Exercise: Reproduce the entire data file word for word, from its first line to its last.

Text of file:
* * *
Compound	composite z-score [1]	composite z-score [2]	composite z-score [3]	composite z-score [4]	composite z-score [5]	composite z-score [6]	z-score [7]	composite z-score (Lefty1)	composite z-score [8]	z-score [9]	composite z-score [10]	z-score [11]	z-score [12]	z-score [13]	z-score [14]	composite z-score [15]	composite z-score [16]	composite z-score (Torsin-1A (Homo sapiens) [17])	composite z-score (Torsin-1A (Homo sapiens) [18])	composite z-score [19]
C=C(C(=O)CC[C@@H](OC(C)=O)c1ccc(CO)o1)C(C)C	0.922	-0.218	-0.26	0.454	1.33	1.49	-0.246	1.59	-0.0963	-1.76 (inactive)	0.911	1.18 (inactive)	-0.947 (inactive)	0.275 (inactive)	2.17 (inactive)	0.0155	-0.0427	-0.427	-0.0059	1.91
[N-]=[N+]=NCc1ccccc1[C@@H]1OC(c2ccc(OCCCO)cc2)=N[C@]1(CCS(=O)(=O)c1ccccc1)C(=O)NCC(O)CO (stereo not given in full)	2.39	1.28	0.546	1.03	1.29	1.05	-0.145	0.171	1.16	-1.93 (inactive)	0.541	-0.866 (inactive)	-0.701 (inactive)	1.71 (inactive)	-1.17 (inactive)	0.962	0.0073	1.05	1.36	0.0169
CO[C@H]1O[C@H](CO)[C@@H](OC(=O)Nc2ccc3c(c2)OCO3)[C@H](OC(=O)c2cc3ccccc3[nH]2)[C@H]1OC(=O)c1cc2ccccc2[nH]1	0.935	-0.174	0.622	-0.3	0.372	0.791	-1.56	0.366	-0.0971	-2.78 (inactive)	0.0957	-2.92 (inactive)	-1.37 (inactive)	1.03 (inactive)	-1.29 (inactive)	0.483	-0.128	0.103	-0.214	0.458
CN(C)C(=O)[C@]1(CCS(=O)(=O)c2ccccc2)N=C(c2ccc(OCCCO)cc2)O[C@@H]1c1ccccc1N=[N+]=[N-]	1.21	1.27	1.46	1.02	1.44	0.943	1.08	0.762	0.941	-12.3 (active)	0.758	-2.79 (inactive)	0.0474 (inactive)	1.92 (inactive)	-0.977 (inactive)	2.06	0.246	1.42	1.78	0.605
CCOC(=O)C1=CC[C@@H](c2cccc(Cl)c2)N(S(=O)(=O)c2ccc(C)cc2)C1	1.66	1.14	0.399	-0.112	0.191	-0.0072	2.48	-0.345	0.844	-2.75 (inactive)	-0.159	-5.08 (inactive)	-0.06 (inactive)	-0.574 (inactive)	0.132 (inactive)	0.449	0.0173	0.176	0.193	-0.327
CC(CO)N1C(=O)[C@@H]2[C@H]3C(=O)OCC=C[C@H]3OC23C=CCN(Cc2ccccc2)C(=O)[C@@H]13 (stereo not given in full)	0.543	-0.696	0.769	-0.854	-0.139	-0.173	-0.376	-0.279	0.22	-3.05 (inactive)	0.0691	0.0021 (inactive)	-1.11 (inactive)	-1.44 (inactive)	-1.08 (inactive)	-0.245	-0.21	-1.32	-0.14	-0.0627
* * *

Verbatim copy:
Compound	composite z-score [1]	composite z-score [2]	composite z-score [3]	composite z-score [4]	composite z-score [5]	composite z-score [6]	z-score [7]	composite z-score (Lefty1)	composite z-score [8]	z-score [9]	composite z-score [10]	z-score [11]	z-score [12]	z-score [13]	z-score [14]	composite z-score [15]	composite z-score [16]	composite z-score (Torsin-1A (Homo sapiens) [17])	composite z-score (Torsin-1A (Homo sapiens) [18])	composite z-score [19]
C=C(C(=O)CC[C@@H](OC(C)=O)c1ccc(CO)o1)C(C)C	0.922	-0.218	-0.26	0.454	1.33	1.49	-0.246	1.59	-0.0963	-1.76 (inactive)	0.911	1.18 (inactive)	-0.947 (inactive)	0.275 (inactive)	2.17 (inactive)	0.0155	-0.0427	-0.427	-0.0059	1.91
[N-]=[N+]=NCc1ccccc1[C@@H]1OC(c2ccc(OCCCO)cc2)=N[C@]1(CCS(=O)(=O)c1ccccc1)C(=O)NCC(O)CO (stereo not given in full)	2.39	1.28	0.546	1.03	1.29	1.05	-0.145	0.171	1.16	-1.93 (inactive)	0.541	-0.866 (inactive)	-0.701 (inactive)	1.71 (inactive)	-1.17 (inactive)	0.962	0.0073	1.05	1.36	0.0169
CO[C@H]1O[C@H](CO)[C@@H](OC(=O)Nc2ccc3c(c2)OCO3)[C@H](OC(=O)c2cc3ccccc3[nH]2)[C@H]1OC(=O)c1cc2ccccc2[nH]1	0.935	-0.174	0.622	-0.3	0.372	0.791	-1.56	0.366	-0.0971	-2.78 (inactive)	0.0957	-2.92 (inactive)	-1.37 (inactive)	1.03 (inactive)	-1.29 (inactive)	0.483	-0.128	0.103	-0.214	0.458
CN(C)C(=O)[C@]1(CCS(=O)(=O)c2ccccc2)N=C(c2ccc(OCCCO)cc2)O[C@@H]1c1ccccc1N=[N+]=[N-]	1.21	1.27	1.46	1.02	1.44	0.943	1.08	0.762	0.941	-12.3 (active)	0.758	-2.79 (inactive)	0.0474 (inactive)	1.92 (inactive)	-0.977 (inactive)	2.06	0.246	1.42	1.78	0.605
CCOC(=O)C1=CC[C@@H](c2cccc(Cl)c2)N(S(=O)(=O)c2ccc(C)cc2)C1	1.66	1.14	0.399	-0.112	0.191	-0.0072	2.48	-0.345	0.844	-2.75 (inactive)	-0.159	-5.08 (inactive)	-0.06 (inactive)	-0.574 (inactive)	0.132 (inactive)	0.449	0.0173	0.176	0.193	-0.327
CC(CO)N1C(=O)[C@@H]2[C@H]3C(=O)OCC=C[C@H]3OC23C=CCN(Cc2ccccc2)C(=O)[C@@H]13 (stereo not given in full)	0.543	-0.696	0.769	-0.854	-0.139	-0.173	-0.376	-0.279	0.22	-3.05 (inactive)	0.0691	0.0021 (inactive)	-1.11 (inactive)	-1.44 (inactive)	-1.08 (inactive)	-0.245	-0.21	-1.32	-0.14	-0.0627